The next edition of Mass of Ages is in the presses, and you can read online one of the articles: a conversation between a number of ladies attached to the Traditional Mass, online, here.
There are interesting discussions about mantillas, trouser-wearing, and stereotypes. (I've recently said a lot about head-coverings in church: see here.)
Regular readers of this blog may remember the bizarre attack on women who attend the Traditional Mass by Professor Tracey Rowland, to which I responded here and on Rorate Caeli. Rowland was talking about a sterotype which really exists only in her mind, but I think it worries a section of Catholic opinion that some women might sacrifice their social conformism, in a visible way, in terms of clothes, as part of their response to the Faith. This makes some people very uncomfortable.
The same can happen when people see a large Catholic family: people whose consciences a little tender on the subject of contraception feel uncomfortable that another person has made a sacrifice they - or their friends - regard as totally unreasonable, in response to the Faith.
Mantilla-wearing ladies, or parents of large families, aren't setting out to make anyone uncomfortable, it is not a display of piety; but nor are they simply adopting a lifestyle choice. They are responding to the demands of the Faith, often at considerable cost, perhaps in a way impossible for this or that other person: they are not judging anyone. What would be nice for for their fellow Catholics to recognise that this response is a valid one, and that those who adopt it should not be tarred and feathered for it.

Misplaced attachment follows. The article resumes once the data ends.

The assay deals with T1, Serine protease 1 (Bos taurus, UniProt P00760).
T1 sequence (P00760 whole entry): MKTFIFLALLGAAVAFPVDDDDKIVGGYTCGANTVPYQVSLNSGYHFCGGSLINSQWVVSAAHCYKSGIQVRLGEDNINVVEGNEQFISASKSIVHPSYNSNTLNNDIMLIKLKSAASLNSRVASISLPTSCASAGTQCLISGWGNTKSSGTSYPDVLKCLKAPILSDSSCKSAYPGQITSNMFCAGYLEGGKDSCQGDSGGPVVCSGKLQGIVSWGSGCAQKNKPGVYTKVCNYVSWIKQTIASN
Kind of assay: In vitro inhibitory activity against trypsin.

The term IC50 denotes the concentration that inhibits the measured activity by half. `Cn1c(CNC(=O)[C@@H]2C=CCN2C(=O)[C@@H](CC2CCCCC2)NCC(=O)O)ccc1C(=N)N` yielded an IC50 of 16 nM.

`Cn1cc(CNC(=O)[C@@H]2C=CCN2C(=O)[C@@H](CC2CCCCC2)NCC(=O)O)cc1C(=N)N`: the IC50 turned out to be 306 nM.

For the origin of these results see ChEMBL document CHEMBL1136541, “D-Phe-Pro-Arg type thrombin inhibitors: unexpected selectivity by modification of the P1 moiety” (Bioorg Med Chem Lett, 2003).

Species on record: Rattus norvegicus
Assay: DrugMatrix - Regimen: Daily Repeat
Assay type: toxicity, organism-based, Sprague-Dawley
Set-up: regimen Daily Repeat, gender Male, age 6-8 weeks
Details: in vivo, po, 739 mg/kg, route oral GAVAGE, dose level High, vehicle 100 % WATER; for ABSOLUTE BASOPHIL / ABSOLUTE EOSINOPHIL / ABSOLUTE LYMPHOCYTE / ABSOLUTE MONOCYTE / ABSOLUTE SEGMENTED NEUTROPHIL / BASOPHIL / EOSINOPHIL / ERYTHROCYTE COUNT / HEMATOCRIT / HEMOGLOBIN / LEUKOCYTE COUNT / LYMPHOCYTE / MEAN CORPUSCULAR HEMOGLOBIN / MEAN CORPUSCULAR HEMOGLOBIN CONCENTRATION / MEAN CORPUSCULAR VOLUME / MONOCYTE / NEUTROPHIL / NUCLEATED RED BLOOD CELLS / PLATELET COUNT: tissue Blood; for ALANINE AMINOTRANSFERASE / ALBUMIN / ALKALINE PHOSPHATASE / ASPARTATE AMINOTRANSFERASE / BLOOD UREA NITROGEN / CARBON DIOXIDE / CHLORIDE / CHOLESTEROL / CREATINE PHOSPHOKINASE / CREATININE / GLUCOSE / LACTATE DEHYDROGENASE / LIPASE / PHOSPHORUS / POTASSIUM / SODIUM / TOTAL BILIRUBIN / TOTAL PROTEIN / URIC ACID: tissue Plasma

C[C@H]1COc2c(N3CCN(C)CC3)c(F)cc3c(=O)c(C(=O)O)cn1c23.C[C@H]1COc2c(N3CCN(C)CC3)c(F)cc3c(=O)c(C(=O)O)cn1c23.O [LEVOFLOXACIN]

One thing I'd add to the article in the Mass of Ages is that it is rather misleading to say that women don't have a 'formal role' in the liturgy: the 'role' of assisting, as a member of the congregation, is the 'role' that nearly all lay people have nearly all of the time, even in the Novus Ordo. As for specialised ways of supporting the liturgy, one role has been taken up almost exclusively by ladies, that of creating and maintaining vestments. It's not a necessarily female role, but, like being an Extraordinary Minister of Holy Communion in the Ordinary Form, and rather more appropriately, it has worked out that way. The photo shows a Goldwork Training Day organised by the Guild of St Clare in Oxford: here is another.
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